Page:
It’s time to confess your cyber sins. It’s OK. I’m a professional.
Have you ever used the same password more than once?
Don’t be ashamed. We’ve all done it. Repeat after me:
“Hello, my name is __________ and I am a password re-user.”
“We love you __________.”
Was it Confucius (or was that Sun Tzu?) who said, “Know thy enemy.” Corrie Ten Boom was a bit more descriptive, “The first step on the way to victory is to recognize the enemy.”
In the case of passwords, we need to be more specific:
“We have met the enemy and he is us.” – Walt Kelly
Perhaps your employer, like many responsible organizations, has quite a few requirements for the creation and management of our passwords — rightfully so! As I’ll describe below, our passwords are remarkably vulnerable, due of course, to human nature. (We have met the enemy …)
An acquaintance of mine was called in to gain access to a major manufacturing company in a “pen test.” So … he first went out to LinkedIn and gathered the profiles of 100 employees from Company B. He then proceeded to do a bit of research with Professor Google, and discovered the email domain and username format for Company B, along with how to access the company’s email online.
(Try this yourself: Open a new browser window, and search for “marriott email access”; what’s the first result?)
Now Company B had a policy that everyone’s password had to be changed every 90 days, or 4 times per year. This was a responsible company trying to do a good job, so, of course, they also locked people out after five incorrect password guesses. So guess what my friend did?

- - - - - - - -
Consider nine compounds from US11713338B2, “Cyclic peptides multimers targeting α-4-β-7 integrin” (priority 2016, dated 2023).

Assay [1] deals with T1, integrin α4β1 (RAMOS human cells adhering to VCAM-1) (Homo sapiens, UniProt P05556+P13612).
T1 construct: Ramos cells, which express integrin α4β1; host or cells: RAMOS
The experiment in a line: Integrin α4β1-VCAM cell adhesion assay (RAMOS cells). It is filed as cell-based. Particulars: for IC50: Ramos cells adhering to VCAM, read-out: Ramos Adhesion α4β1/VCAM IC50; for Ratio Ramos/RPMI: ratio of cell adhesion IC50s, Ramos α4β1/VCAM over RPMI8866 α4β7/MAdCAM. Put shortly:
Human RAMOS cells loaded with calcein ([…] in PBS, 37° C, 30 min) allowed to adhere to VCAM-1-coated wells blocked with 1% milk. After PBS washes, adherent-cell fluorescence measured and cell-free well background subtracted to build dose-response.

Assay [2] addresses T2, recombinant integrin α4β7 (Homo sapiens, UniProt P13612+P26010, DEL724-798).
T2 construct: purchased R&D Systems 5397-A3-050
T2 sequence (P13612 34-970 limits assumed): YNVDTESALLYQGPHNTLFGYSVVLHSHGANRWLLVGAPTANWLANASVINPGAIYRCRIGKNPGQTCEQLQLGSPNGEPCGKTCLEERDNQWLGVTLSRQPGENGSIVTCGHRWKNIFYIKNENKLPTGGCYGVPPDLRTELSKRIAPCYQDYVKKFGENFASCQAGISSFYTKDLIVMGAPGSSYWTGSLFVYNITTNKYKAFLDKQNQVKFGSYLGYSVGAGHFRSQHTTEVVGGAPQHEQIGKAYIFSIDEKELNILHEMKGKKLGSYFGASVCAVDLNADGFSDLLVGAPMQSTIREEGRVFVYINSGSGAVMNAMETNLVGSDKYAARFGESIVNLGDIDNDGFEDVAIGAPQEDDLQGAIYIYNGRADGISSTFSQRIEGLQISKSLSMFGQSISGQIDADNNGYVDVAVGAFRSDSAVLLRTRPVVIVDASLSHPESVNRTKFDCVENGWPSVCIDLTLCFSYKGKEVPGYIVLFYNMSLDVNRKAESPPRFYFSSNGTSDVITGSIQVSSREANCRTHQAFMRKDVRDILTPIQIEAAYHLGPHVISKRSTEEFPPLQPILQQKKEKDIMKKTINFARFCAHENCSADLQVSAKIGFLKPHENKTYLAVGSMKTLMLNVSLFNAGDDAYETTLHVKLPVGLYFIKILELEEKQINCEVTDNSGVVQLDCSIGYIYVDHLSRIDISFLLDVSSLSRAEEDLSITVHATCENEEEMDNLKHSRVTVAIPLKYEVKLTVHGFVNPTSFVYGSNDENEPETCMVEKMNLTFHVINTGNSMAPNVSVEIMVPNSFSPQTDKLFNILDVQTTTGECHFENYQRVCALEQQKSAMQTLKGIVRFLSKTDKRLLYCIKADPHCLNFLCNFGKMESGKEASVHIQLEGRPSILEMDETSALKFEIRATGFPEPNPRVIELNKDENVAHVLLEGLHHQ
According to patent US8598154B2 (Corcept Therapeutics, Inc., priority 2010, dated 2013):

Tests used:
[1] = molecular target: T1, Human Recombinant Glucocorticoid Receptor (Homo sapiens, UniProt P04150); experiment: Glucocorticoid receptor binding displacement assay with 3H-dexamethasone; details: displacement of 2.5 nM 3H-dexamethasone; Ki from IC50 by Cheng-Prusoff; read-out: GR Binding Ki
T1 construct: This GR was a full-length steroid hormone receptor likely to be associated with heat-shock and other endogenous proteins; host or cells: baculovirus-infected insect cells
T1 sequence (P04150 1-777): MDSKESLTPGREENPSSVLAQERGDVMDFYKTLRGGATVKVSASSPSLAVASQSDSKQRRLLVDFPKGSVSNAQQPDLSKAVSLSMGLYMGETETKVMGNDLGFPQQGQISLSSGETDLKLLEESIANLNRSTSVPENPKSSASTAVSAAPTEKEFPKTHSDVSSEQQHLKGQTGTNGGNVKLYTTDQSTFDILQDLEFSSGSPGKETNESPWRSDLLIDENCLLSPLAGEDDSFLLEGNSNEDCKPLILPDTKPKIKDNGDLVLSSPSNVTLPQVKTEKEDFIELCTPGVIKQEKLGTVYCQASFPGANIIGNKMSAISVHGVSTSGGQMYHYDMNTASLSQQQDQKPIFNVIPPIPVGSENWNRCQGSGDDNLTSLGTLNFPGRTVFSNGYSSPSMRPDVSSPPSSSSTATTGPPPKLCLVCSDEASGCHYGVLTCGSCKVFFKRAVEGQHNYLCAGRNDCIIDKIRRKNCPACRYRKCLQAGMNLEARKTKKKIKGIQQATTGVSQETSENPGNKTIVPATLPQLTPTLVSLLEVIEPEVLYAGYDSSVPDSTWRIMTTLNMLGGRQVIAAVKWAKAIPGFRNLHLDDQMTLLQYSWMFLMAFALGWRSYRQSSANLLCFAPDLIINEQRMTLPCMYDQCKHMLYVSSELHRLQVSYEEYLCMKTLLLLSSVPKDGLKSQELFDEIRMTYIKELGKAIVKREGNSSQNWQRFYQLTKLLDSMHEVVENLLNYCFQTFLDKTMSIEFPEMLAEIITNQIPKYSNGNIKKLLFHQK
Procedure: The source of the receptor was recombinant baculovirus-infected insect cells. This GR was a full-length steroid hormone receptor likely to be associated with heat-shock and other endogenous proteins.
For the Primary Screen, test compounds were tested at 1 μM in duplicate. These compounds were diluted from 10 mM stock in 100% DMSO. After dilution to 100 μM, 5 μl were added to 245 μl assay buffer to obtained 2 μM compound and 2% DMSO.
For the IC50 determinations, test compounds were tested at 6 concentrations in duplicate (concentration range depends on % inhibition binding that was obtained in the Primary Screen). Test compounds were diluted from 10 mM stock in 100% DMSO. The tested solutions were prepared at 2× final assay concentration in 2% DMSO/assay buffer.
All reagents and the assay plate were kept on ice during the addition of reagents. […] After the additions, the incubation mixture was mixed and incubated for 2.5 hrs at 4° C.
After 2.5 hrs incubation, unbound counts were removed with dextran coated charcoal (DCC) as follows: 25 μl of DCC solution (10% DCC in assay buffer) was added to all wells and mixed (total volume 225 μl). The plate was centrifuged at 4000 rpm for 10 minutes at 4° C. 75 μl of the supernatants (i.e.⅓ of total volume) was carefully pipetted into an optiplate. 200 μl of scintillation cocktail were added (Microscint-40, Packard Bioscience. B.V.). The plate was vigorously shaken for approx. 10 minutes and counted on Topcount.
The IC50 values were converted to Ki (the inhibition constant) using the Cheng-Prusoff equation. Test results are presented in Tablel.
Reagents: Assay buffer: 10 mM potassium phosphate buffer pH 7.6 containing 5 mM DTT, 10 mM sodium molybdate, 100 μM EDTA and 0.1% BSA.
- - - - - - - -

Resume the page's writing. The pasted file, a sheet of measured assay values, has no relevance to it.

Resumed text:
Knowing human nature, he turned to the first of his LinkedIn-collected employees and via the company’s browser-based access to Outlook he typed in firstname.lastname@example.org with a password of “Autumn2018.” No luck. So he proceeded to the next employee and entered email@example.com with a password of “Autumn2018.”
(See how that works. You have to change your password four times a year: Winter2018, Summer2018, etc. — easy to remember, 10 characters, a capital letter, a number, etc. “We have met the enemy …”)
After trying 100 employee emails with the password “Autumn2018,” he had accessed the email of four Company B employees!
The next step was to begin doing strategic searches through the employees’ email. Before long he found a conversation revealing the existence of a legacy VPN site that didn’t require Multi-factor Authentication. In two shakes of a lamb’s tail he had inside access to Company B’s network. The rest of the story gets worse from there, but we’re focused on passwords here.
What can you do? Fortunately, the skills you develop in responsible password management will serve you just as well at home as they do at work.
Your employer probably requires several factors to be true of a password:
- They cannot contain more than four consecutive letters of any dictionary word.
- A password must include at least three out of four of the following characters: uppercase alpha, lowercase alpha, numeric and special characters.
- Passwords must be a minimum of eight characters.
- Passwords cannot be the same as the previous 24 passwords used for that account.
Need help creating good, satisfactory passwords? This article by lifehacker is very good. You will note that you basically need a Password Manager. I’m partial to Bitwarden, but there are also many other good ones.